Cybersecurity warning over phishing targeting online shoppers [News Article]
Article from Irish Tech News, April, 2020
Reports of a surge in ‘phishing’ emails and text messages falsely claiming to be from courier companies have prompted Smarttech247 to issue a reminder to consumers about the risks of engaging with unknown contacts. Smarttech247 is a leading managed security service provider which has operations in Ireland, Romania, Poland and the US.
Scammers are keen to take advantage of a surge in online shopping and associated deliveries during the COVID-19 public health emergency. In these ‘phishing’ operations, they will send a consumer an email or an SMS that looks like it came from a legitimate courier company, falsely claiming they had a package to deliver or had tried unsuccessfully to do so.
The scammer may demand payment, either to clear ‘outstanding charges’ before delivery, or to secure another appointment for delivery, and include a fake link inside the message. A number of high profile companies have been unwittingly caught up in some of these schemes once again in recent weeks.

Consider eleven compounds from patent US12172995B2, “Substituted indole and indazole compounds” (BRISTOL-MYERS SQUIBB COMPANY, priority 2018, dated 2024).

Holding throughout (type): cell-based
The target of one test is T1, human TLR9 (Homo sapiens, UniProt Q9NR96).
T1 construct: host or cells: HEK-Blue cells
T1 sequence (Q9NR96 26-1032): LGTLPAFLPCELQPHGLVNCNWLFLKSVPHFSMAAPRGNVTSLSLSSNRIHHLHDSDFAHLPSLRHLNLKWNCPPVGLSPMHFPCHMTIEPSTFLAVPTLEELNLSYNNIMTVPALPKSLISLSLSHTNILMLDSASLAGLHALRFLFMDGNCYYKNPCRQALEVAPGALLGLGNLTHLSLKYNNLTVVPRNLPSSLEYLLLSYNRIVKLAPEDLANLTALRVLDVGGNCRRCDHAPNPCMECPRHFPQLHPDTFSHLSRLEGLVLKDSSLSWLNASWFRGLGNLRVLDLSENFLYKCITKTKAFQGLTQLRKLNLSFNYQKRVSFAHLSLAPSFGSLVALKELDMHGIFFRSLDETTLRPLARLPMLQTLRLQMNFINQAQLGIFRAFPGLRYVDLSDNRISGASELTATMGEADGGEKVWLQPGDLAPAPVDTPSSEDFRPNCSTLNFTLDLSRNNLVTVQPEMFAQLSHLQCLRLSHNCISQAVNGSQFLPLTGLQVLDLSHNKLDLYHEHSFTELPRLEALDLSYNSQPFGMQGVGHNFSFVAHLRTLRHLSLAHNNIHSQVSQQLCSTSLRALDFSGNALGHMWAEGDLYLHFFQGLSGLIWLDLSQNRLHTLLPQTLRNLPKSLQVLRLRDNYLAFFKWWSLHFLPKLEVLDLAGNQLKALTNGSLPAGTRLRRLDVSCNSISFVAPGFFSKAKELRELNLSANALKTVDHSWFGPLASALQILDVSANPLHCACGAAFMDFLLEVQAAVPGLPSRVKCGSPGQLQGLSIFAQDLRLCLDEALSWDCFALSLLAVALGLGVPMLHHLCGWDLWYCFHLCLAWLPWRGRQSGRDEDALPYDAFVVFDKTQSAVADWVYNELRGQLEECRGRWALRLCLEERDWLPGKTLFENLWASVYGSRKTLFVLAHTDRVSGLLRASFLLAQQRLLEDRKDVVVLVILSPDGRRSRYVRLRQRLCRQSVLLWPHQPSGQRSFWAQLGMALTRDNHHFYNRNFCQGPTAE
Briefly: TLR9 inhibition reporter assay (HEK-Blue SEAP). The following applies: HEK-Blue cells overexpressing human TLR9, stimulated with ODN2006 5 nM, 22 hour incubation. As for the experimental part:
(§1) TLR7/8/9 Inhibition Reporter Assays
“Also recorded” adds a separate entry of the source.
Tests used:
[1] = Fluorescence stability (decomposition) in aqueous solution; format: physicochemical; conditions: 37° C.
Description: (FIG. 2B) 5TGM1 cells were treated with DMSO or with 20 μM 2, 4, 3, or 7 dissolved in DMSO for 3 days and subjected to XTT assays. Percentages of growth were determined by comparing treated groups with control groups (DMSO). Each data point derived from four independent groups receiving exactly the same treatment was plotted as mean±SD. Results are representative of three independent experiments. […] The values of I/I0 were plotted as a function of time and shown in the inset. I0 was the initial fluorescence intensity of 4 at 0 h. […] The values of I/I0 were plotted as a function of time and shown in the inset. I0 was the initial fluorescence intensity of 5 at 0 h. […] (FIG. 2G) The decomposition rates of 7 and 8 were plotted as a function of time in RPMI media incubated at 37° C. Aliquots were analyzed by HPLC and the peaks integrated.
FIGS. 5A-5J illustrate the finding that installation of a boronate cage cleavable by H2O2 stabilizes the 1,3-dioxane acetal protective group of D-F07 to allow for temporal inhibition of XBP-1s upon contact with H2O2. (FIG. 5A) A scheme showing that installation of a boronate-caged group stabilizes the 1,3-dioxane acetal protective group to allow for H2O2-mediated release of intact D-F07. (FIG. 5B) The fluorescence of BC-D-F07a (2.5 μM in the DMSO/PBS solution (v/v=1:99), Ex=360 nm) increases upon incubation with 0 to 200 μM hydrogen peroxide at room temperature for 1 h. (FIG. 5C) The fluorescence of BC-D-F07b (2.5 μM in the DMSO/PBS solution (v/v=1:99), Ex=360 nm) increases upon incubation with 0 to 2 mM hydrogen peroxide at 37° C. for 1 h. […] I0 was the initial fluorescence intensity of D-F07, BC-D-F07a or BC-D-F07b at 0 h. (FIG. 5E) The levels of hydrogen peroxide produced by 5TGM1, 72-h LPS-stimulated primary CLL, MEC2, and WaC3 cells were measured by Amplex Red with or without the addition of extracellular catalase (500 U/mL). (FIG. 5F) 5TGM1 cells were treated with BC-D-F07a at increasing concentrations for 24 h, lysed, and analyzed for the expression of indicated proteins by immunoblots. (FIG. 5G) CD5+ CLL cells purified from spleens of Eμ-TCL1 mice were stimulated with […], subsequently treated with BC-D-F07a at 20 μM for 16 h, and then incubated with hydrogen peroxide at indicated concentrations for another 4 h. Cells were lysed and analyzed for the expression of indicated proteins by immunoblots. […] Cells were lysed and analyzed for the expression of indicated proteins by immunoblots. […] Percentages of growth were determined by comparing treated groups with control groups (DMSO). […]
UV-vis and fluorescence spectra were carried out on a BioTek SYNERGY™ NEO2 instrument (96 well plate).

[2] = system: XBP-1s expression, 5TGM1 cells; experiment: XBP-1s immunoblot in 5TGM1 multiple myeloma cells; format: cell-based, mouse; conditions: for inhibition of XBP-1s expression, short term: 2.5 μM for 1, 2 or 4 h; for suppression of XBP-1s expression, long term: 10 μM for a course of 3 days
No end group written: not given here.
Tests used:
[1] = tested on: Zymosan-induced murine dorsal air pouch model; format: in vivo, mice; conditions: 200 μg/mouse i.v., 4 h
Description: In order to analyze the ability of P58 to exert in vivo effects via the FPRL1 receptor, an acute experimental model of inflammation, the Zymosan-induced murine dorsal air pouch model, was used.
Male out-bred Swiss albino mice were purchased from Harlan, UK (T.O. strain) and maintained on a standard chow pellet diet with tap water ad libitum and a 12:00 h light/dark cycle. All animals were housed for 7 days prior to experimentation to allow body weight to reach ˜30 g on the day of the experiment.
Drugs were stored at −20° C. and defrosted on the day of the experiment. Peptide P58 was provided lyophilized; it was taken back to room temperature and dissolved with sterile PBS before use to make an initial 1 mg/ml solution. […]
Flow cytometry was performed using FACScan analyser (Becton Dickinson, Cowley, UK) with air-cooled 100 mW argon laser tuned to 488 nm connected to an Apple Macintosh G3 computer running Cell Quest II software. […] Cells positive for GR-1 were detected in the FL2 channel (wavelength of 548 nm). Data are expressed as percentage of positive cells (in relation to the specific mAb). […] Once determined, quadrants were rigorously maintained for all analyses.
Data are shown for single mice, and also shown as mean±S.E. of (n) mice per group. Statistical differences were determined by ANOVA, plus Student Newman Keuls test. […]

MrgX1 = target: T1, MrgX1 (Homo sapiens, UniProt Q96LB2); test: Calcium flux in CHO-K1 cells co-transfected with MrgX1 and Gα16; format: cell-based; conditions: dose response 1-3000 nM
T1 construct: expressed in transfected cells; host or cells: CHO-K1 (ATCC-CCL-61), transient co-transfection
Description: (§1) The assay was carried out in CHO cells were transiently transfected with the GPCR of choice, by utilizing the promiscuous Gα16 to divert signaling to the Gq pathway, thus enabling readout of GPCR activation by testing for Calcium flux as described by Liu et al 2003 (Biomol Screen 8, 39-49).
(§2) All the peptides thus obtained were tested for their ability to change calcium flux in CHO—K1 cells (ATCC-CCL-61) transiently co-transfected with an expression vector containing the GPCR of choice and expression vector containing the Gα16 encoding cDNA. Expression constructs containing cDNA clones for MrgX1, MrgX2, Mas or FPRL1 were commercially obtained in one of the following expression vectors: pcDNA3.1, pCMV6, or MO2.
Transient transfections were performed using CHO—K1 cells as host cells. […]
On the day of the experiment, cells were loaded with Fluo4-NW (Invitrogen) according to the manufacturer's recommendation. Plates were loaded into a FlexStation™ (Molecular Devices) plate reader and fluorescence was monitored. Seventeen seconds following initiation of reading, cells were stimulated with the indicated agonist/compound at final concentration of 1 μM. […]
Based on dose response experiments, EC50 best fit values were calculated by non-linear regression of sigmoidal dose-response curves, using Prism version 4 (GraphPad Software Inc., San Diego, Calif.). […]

General Manager of Smarttech247 Raluca Saceanu says people can be taken in by these scams, even if they haven’t ordered anything online: “Scammers send out thousands of these emails or SMS all the time in a kind of a splatter gun effect. They know that some will be filtered out through spam and many people will delete them straight away.
However, the messages can look so genuine that people who have been doing a lot of shopping, or who might be expecting a package in the post simply assume that’s what it’s about – and hand over their details or allow a transaction to go ahead”.
A close look at those emails or SMS can often reveal some telltale signs that they’re trying to rip off innocent customers:
— How is the message written – are some sentences incomplete or misspelt?
— A legitimate courier company will communicate with customers using a company email address – eg firstname.lastname@example.org, not an email address anyone can get online for free
— Are any included links shortened?
— Hover your cursor over any links in the suspect email – it should bring up the URL of the link destination – is it the website you’re expecting?
— At the start of the email, are you addressed by name? If not, it could be a sign that you’re one of the thousands caught up in the latest round of a phishing scam
Raluca says: “Whether they are demanding you pay a charge or simply that you click on the link in order to update delivery details, once you hand over these details your personal data is at risk. If you’re concerned, double-check the details and try to contact the real courier company to see if they communicate in this way. Verifying by a phone call is a really robust way to protect yourself in a phishing situation”.